It’s time those who set the educational standards in our state and nation bring balance to the classroom by taking religion seriously across the curriculum.

Many evangelicals speak with certainty that America’s moral decline is due to prayer and the Bible being taken out of public schools, even though students are free to carry Bibles to school and can pray to God any time of day. Students can even pray in groups and form clubs to promote Christian values and principles.

What has been taken away is not the right of students to pray or read religious material at school, but the teacher’s or administration’s decision to establish one religion over another, which has been illegal for government entities to do since Congress passed the First Amendment to the U.S. Constitution.

Recently a prominent leader of the Southern Baptist Convention protested the actions of a public school which gave students the assignment of living as “Muslim” children for a day. They were to dress like Muslims and stop at certain times of the day and pray like Muslims. He protested and made the point that the ACLU would be coming down hard if the school had a day where the Lord’s Supper was shared with students as an experiential exercise about Christianity.

He’s right. Baptists have historically embraced the ideal of separation of church and state. This principle helps insure that the government is not able to dictate to the church how to conduct its affairs, and that the church or any religion is not allowed to use any aspect of the government to promote its beliefs.

The point by the Southern Baptist leader was well made, although the same denomination in recent years has sought to erode the cherished principle of separation of church and state. To champion the principle of separation of church and state, one must protest just as much if one’s own religion is promoted over others in government-funded arenas.

But this still leaves a huge question. Is there ever a time when it is appropriate to teach about religion in public schools? Perhaps this was the intent of the “Muslim” day at the school previously mentioned. Could it be that the school’s leaders were recognizing that the school is ignoring the role that religion plays in society, and to ignore that fact in educating our children leaves a deficit of knowledge and understanding?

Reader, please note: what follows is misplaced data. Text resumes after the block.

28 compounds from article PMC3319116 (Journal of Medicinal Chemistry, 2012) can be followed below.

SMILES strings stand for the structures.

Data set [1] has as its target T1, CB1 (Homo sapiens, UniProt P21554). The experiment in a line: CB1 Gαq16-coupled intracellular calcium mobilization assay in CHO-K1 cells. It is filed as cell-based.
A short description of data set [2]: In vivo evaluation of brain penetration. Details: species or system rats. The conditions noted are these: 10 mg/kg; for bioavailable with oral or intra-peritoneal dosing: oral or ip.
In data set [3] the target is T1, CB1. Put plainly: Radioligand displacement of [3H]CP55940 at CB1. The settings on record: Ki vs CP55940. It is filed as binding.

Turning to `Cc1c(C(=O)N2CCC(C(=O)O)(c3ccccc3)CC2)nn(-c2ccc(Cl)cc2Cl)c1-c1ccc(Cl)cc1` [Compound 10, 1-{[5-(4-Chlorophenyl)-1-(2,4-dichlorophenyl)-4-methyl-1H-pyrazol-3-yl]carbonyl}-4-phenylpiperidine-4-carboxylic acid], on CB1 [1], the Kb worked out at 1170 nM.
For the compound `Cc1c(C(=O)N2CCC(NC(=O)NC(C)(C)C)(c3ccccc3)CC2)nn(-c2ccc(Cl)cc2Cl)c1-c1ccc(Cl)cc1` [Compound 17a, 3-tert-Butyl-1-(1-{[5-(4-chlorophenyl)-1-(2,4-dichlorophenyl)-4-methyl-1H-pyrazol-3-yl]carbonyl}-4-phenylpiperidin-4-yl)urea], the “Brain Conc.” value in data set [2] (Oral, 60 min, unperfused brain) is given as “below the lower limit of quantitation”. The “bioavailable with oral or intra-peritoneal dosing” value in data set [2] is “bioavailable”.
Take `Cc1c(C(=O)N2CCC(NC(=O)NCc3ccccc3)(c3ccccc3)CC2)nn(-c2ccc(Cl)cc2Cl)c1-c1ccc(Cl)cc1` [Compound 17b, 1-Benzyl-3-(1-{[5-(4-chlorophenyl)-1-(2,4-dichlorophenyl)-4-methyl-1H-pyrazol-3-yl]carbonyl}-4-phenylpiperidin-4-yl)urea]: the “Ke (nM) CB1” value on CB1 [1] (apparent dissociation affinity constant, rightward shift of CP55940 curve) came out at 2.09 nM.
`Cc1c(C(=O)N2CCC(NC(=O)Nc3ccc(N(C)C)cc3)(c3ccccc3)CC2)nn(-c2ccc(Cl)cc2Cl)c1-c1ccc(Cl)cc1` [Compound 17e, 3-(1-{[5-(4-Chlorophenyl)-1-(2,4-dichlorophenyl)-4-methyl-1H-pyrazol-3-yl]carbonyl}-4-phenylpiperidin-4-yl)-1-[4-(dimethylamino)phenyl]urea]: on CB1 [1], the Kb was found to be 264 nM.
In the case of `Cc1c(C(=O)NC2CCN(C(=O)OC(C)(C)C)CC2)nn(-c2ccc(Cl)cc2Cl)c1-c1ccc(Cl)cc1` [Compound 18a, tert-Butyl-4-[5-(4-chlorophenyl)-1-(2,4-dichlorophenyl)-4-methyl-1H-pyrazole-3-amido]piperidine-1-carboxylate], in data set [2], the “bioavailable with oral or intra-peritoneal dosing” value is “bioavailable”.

I agree that it is not the task of public schools to proselytize or promote any particular religion over another, but is there a way to teach and prepare our children for a life and world where religion still plays a significant role—without stepping on the First Amendment, maintaining a separation of church and state?

Warren A. Nord and Charles C. Haynes believe there is, and they lay out just such an argument and plan in their book Taking Religion Seriously Across the Curriculum. They attest that completely disregarding religion in the classroom ignores its importance in society and its contribution to history. They argue that in ignoring religion completely, public schools have ceased to be “neutral” on the subject, an intent of the First Amendment.

Nord and Haynes argue that if textbooks left out the role of blacks or women in history and literature, it would be said that the textbooks were neither neutral nor objective, but prejudiced. In our government’s seeking to be fair by not establishing one religion over another, the pendulum has swung too far by leaving religion out of textbooks and the curriculum. Under the current system, many public schools are prejudiced against religion, not neutral.

Nord and Haynes believe it is essential, not optional, to include teaching about religion in the curriculum. Current events constantly demonstrate that religion is not confined to history but is relevant to contemporary life.

Students who understand others’ religious beliefs develop a greater understanding of other people. Reginald C. Armor said: “To understand another does not mean that one has to agree with all that he says or does. Understanding, however, is the basis for getting along with people in our daily contacts. Friction, bickering, and confusion in our environment cannot exist where there is understanding.”

In helping students understand religion’s role in society, Nord and Haynes argue that religion should be included in the curriculum where it naturally fits in. In regard to history, many social movements and conquests have been driven by religious beliefs.

Can the story of those who settled in the New World be accurately told without explaining their desire for religious freedom? Can Martin Luther King Jr.’s part in the Civil Rights Movement be told accurately without including a discussion of his religious beliefs?

As it is, our public schools pretend that religion does not even exist. In doing so, Nord and Haynes argue, we fail to introduce students to the major way people make sense of the world. We teach students to think exclusively in secular ways about every subject in the curriculum.

This isn’t neutrality. Nord and Haynes assert that this is secular humanism, “the idea that secular nets are adequate for catching all of reality and that religion is irrelevant to the search for truth.”

The tragedy is not that public schools have taken prayer and the Bible out of schools. The tragedy is that the curriculum in public schools has been sucked dry of virtually all mention of religious content, Christian or otherwise.

This sounds more communist than American. It’s time those who set the educational standards in our state and nation bring balance to the classroom by taking religion seriously across the curriculum.

Michael Helms is pastor of Trinity Baptist Church in Moultrie, Ga. A version of this column first appeared in The Moultrie Observer.

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